“I feel like the skills that I could bring would be useful to the board,” she said. “I’ve followed board processes for a lot of years and have participated as a member of the (school district’s) Advanced Learning Advisory Committee for the last 10 years in whatever form it took.”

She said her priorities would be effectively managing the budget, selecting a research-based curriculum to replace the current elementary-level literacy curriculum, and rebuilding trust with the community.

Maia Pearson


  • Pearson, 32, said some of the problems her mother had getting services for Pearson when she attended Madison schools are the same problems she faces with her own three children.

“I’m running because I want to see change,” Pearson said.

The third-generation Madisonian said she wants to make sure students are able to gain academic and social-emotional skills, and said she supports the district’s work to combat racism and increase school and community collaboration.

Pearson worked for the Boys & Girls Club of Dane County for about a decade, starting with the organization as a volunteer when she was attending West High School. She said the experience she gained working for the club made her a firm believer in the importance of partnerships between the district and community organizations.

With only two candidates for Seat 7, the race for that position won’t be on the ballot until April.

Nicki Vander Meulen

Vander Meulen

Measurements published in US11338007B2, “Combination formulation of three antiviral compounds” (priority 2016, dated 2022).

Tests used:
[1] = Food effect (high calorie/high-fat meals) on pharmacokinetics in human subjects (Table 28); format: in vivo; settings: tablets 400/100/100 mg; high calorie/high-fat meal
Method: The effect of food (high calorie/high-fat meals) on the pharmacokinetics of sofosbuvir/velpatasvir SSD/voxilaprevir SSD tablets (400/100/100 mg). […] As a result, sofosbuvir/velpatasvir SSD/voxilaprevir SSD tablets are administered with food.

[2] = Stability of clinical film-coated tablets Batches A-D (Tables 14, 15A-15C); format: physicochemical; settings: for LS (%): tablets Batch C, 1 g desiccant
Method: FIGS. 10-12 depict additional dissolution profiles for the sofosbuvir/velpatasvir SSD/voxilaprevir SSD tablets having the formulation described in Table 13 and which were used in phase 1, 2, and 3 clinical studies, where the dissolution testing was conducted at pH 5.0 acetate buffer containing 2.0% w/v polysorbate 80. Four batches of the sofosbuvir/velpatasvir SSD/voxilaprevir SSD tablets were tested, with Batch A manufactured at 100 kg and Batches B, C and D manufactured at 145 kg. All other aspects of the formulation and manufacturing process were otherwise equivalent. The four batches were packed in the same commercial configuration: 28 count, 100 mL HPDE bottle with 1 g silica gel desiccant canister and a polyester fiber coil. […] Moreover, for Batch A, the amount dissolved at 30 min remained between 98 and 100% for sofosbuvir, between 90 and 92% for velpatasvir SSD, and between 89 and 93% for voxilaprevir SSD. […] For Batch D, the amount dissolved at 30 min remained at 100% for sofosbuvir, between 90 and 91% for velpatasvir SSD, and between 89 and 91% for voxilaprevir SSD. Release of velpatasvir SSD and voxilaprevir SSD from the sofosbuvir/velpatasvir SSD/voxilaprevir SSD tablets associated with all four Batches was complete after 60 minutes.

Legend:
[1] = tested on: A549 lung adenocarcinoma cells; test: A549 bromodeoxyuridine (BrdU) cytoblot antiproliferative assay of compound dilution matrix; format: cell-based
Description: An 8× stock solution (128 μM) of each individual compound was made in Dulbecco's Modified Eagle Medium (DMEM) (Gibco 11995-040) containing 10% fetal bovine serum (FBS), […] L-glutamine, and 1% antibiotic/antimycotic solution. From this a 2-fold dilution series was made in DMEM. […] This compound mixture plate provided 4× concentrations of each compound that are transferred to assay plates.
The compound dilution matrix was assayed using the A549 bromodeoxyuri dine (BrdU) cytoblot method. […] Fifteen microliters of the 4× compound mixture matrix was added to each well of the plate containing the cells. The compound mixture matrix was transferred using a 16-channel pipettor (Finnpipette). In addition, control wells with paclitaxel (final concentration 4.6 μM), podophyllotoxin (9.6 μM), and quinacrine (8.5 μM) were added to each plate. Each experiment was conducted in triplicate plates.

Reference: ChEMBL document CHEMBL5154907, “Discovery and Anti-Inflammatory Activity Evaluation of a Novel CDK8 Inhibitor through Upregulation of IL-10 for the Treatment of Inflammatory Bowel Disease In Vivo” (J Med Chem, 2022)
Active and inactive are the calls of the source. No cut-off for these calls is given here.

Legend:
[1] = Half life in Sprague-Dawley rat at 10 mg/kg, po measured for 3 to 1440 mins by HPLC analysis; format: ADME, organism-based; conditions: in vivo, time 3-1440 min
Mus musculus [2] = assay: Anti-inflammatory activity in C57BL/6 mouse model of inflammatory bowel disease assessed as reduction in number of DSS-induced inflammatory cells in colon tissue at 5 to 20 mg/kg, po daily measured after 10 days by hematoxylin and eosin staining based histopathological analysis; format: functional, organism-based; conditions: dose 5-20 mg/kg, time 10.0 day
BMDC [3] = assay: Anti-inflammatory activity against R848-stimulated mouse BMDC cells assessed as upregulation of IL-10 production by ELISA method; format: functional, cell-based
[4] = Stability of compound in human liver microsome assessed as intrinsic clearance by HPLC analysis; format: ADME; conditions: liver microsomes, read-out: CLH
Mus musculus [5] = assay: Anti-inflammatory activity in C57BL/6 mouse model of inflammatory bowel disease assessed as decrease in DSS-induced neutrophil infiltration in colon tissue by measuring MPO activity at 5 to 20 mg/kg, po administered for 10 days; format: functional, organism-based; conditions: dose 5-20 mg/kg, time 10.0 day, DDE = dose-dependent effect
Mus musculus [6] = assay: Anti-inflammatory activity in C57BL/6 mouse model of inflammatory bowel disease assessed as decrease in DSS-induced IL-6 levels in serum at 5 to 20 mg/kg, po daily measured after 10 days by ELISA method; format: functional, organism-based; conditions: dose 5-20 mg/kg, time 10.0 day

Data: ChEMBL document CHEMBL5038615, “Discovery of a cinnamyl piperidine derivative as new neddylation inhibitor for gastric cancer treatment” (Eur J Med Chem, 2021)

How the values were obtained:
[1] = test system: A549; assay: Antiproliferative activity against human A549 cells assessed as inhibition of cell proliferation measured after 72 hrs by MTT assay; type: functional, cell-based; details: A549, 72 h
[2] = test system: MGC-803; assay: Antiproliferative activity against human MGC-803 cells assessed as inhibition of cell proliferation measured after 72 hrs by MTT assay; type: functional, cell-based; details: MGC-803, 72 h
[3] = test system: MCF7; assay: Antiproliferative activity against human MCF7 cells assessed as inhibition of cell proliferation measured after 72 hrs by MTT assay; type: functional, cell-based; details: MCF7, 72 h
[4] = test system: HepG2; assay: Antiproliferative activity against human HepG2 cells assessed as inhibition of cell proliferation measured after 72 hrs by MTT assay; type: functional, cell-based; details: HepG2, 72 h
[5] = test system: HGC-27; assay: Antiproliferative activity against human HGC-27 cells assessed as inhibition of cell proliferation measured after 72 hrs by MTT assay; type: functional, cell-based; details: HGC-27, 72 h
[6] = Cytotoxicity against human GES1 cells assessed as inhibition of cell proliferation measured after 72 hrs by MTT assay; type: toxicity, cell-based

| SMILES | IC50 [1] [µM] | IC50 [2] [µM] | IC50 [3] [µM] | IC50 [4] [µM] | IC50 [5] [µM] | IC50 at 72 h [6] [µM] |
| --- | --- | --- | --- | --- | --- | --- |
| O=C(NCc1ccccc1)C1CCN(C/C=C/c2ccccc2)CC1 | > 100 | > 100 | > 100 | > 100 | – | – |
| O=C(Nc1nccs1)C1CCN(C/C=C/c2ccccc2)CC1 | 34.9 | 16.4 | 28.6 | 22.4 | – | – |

• Vander Meulen, 41, is a defense attorney who primarily works on juvenile and adult criminal cases. She won election in 2017 after the Seat 7 incumbent dropped out of the race, but not in time for his name to be removed from the ballot.

During her first term, Vander Meulen has been a vocal advocate for students with disabilities and for open government.

Vander Meulen said in a second term she would seek to prioritize closing the achievement gap and wants to see the School Board craft more formal policies instead of having district administrators create practices based on board policy.

Wayne Strong


  • Strong, 60, is a program associate for the National Council on Crime and Delinquency, a research and advocacy organization on child welfare, education, juvenile and criminal justice, and other issues.

He lost a close race — by less than one percentage point — in 2013 and fell in a second bid to get on the board the following year by a wider margin.

Strong said his top priority is school safety. He also said the issues he ran on before — disproportionate rates in graduation, suspensions and expulsions among races — are still relevant today.

Savion Castro


  • Savion Castro is the sole candidate seeking election for a one-year term to the board. Castro was appointed to Seat 2 in July following the resignation of Mary Burke.

A special election is required by state law to finish out the last year of the original three-year term Burke won in 2018.

Board members earn $8,000 annually, with the board president getting an additional $300.